Surviving the Angel of Death

Book of Surviving the Angel of Death
  • Author : Eva Mozes Kor,Lisa Rojany Buccieri
  • Publisher : Simon and Schuster
  • Isbn : : 1939100526
  • Pages : 192
  • Category : Young Adult Nonfiction

Eva Mozes Kor was just ten years old when she arrived in Auschwitz. While her parents and two older sisters were taken to the gas chambers, she and her twin, Miriam, were herded into the care of the man known as the Angel of Death, Dr. Josef Mengele. Subjected to sadistic medical experiments, she was forced to fight daily for her and her twin's survival. In this incredible true story written for young adults, readers learn of a child's endurance and survival in the face of truly extraordinary evil and Eva's recovery and her controversial but often misunderstood decision to publicly forgive the Nazis. Readers will learn of how she triumphed over unfathomable pain and suffering into a life-long work for peace, human rights, and Holocaust education. The new edition provides interesting details and important context to the events related in the original story. A new Afterword by publisher Peggy Porter Tierney offers a richer portrayal of Eva as a person, the truth behind the controversies, and the eventful last ten years of her life.

Pachinko (National Book Award Finalist)

Book of Pachinko (National Book Award Finalist)
  • Author : Min Jin Lee
  • Publisher : Grand Central Publishing
  • Isbn : : 1455563919
  • Pages : 496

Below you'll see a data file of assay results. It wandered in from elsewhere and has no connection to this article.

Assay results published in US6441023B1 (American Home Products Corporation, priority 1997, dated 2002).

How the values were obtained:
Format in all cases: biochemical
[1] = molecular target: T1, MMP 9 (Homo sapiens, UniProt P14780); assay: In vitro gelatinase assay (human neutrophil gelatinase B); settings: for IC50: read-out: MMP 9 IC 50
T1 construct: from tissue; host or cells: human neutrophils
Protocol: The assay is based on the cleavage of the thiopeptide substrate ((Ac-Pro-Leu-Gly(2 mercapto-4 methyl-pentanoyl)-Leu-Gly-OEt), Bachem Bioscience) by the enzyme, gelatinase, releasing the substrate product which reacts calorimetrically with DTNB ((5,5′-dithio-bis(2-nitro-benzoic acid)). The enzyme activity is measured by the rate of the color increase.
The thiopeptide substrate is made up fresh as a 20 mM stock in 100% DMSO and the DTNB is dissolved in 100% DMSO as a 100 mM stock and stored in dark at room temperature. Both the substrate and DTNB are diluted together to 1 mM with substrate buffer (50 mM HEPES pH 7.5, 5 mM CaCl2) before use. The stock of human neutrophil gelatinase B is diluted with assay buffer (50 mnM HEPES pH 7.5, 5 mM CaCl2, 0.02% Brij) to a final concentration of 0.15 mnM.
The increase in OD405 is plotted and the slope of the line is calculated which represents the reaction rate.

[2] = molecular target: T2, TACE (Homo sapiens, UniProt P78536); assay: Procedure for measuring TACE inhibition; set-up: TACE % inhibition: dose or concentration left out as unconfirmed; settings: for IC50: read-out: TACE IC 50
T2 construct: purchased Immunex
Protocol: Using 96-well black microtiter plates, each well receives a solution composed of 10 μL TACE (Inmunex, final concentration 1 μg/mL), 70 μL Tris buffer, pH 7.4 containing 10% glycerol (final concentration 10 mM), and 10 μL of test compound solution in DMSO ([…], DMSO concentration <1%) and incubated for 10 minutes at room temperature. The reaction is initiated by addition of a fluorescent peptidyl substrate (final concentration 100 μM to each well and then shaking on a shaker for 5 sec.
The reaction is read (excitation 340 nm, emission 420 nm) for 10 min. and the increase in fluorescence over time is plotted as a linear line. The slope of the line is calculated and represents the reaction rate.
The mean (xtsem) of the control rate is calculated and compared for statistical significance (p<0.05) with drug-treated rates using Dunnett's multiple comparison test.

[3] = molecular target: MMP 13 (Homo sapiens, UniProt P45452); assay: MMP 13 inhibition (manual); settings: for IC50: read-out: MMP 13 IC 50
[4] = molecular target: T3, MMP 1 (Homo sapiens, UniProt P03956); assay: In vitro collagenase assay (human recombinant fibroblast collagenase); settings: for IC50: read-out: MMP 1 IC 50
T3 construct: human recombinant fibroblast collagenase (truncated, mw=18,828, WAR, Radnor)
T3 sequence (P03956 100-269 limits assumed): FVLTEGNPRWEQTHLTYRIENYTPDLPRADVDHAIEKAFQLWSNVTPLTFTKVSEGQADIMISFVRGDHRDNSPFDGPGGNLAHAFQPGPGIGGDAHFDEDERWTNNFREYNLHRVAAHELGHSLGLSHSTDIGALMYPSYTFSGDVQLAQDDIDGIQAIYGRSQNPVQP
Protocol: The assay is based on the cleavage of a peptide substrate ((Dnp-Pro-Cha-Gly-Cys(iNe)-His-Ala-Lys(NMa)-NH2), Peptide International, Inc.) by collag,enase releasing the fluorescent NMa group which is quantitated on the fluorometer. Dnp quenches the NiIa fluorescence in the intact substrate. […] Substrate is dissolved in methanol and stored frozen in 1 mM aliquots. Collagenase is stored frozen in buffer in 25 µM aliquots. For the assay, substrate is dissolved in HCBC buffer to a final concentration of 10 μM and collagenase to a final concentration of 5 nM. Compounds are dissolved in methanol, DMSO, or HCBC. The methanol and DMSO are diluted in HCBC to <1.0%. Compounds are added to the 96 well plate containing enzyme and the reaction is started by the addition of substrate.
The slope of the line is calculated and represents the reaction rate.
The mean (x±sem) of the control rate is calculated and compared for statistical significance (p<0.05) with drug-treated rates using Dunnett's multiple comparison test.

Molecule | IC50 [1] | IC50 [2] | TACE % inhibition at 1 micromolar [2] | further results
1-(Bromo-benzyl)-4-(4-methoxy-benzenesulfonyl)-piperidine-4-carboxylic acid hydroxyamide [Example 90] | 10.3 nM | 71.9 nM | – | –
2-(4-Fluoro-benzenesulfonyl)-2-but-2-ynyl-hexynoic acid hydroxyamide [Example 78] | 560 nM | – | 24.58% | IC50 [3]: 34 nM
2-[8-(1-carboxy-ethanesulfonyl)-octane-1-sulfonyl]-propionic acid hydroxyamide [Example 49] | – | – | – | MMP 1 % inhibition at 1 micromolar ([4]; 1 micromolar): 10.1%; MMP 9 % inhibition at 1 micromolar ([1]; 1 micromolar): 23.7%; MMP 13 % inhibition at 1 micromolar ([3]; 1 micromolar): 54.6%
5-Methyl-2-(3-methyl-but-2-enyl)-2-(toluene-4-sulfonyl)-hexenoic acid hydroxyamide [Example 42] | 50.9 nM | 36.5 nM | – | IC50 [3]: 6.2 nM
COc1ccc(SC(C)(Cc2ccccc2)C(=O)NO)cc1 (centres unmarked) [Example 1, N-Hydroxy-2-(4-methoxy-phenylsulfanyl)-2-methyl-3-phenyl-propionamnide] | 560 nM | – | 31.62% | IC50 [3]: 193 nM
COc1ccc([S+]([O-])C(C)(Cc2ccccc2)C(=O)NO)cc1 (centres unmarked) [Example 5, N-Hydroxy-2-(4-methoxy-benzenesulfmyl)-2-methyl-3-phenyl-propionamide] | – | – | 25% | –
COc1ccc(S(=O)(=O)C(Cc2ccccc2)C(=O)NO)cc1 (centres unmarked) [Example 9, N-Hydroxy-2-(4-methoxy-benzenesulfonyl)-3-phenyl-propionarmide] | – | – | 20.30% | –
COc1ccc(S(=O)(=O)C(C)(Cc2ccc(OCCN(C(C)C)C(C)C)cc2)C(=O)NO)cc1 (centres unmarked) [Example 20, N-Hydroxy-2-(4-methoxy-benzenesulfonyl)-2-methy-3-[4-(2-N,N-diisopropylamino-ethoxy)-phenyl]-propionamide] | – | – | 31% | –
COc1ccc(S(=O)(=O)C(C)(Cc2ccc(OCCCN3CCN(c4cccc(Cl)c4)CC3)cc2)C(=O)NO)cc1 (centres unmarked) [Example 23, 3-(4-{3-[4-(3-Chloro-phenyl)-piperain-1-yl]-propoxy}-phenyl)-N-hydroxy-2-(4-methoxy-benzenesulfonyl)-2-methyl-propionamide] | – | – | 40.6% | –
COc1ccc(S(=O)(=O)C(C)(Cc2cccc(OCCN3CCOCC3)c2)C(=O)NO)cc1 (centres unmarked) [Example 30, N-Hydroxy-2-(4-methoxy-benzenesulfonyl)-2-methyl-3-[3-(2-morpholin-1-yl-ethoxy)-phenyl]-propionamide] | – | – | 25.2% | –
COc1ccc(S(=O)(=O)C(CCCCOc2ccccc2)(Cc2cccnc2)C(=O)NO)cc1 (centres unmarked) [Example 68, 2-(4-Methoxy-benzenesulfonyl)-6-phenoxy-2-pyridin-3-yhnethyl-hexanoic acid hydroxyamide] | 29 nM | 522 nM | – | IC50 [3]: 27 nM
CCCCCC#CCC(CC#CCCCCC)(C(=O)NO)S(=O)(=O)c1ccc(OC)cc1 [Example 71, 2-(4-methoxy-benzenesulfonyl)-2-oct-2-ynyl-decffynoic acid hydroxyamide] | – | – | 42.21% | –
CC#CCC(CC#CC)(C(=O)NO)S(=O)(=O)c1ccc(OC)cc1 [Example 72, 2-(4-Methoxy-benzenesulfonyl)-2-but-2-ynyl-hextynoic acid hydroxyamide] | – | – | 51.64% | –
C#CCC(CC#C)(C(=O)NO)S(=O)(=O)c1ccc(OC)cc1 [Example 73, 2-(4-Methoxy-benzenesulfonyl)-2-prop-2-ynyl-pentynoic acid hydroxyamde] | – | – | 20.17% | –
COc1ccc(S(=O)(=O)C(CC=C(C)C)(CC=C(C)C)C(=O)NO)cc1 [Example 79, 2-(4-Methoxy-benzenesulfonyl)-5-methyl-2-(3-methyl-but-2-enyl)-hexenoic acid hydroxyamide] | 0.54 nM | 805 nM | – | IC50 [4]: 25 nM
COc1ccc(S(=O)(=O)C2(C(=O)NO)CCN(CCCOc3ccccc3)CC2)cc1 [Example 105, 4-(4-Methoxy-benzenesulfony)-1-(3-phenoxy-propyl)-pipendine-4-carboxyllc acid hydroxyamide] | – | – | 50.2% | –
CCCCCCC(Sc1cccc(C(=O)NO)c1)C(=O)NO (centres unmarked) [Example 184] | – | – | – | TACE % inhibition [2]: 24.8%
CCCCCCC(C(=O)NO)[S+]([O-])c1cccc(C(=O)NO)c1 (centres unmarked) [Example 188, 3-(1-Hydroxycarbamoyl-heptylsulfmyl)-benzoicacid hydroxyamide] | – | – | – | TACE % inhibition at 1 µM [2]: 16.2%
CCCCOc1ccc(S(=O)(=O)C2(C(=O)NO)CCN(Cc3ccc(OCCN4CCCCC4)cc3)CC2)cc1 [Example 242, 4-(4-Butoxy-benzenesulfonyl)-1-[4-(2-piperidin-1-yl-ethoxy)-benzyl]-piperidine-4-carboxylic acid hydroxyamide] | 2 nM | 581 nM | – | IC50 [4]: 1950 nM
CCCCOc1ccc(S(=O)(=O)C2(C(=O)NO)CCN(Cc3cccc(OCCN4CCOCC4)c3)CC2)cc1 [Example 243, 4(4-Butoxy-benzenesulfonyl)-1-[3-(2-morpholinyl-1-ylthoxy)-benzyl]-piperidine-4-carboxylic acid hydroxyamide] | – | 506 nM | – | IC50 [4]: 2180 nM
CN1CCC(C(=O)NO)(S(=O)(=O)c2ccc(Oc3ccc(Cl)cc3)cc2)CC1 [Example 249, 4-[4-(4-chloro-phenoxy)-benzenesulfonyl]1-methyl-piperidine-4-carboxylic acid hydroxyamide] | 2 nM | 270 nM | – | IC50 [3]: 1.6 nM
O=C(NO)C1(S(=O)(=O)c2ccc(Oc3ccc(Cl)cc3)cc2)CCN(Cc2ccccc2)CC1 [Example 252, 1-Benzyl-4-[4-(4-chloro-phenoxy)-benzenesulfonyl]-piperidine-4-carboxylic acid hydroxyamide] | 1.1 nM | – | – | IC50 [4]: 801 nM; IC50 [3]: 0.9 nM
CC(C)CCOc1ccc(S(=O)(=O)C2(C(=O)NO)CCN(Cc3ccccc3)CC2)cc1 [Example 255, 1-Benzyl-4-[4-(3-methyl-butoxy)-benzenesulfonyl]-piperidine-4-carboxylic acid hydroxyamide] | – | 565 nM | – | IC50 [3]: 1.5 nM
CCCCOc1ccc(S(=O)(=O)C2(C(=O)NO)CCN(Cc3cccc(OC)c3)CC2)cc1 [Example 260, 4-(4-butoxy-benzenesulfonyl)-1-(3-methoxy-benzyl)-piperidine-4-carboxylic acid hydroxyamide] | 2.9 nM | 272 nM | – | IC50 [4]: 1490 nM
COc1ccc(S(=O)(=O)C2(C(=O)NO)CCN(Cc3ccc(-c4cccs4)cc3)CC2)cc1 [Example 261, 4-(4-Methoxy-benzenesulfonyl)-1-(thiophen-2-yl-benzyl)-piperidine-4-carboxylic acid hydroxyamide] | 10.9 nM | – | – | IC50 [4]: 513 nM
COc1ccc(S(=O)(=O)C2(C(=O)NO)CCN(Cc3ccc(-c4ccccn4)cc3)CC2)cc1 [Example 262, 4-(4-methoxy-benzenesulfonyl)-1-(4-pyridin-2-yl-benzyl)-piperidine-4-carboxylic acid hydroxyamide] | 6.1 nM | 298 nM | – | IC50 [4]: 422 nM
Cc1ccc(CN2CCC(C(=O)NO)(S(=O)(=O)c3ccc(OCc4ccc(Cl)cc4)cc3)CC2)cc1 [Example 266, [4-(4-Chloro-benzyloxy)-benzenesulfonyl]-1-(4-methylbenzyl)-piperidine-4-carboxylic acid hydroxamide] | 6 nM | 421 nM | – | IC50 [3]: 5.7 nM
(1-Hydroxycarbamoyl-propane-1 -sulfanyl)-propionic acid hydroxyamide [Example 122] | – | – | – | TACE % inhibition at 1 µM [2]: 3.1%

• Category : Fiction

A New York Times Top Ten Book of the Year and National Book Award finalist, Pachinko is an "extraordinary epic" of four generations of a poor Korean immigrant family as they fight to control their destiny in 20th-century Japan (San Francisco Chronicle). NEW YORK TIMES NOTABLE BOOK OF 2017 * A USA TODAY TOP TEN OF 2017 * JULY PICK FOR THE PBS NEWSHOUR-NEW YORK TIMES BOOK CLUB NOW READ THIS * FINALIST FOR THE 2018 DAYTON LITERARY PEACE PRIZE* WINNER OF THE MEDICI BOOK CLUB PRIZE Roxane Gay's Favorite Book of 2017, Washington Post NEW YORK TIMES BESTSELLER * #1 BOSTON GLOBE BESTSELLER * USA TODAY BESTSELLER * WALL STREET JOURNAL BESTSELLER * WASHINGTON POST BESTSELLER "There could only be a few winners, and a lot of losers. And yet we played on, because we had hope that we might be the lucky ones." In the early 1900s, teenaged Sunja, the adored daughter of a crippled fisherman, falls for a wealthy stranger at the seashore near her home in Korea. He promises her the world, but when she discovers she is pregnant--and that her lover is married--she refuses to be bought. Instead, she accepts an offer of marriage from a gentle, sickly minister passing through on his way to Japan. But her decision to abandon her home, and to reject her son's powerful father, sets off a dramatic saga that will echo down through the generations. Richly told and profoundly moving, Pachinko is a story of love, sacrifice, ambition, and loyalty. From bustling street markets to the halls of Japan's finest universities to the pachinko parlors of the criminal underworld, Lee's complex and passionate characters--strong, stubborn women, devoted sisters and sons, fathers shaken by moral crisis--survive and thrive against the indifferent arc of history. *Includes reading group guide*

Manual for Survival: A Chernobyl Guide to the Future

Book of Manual for Survival: A Chernobyl Guide to the Future
  • Author : Kate Brown
  • Publisher : W. W. Norton & Company
  • Isbn : : 0393652521
  • Pages : 384
  • Category : History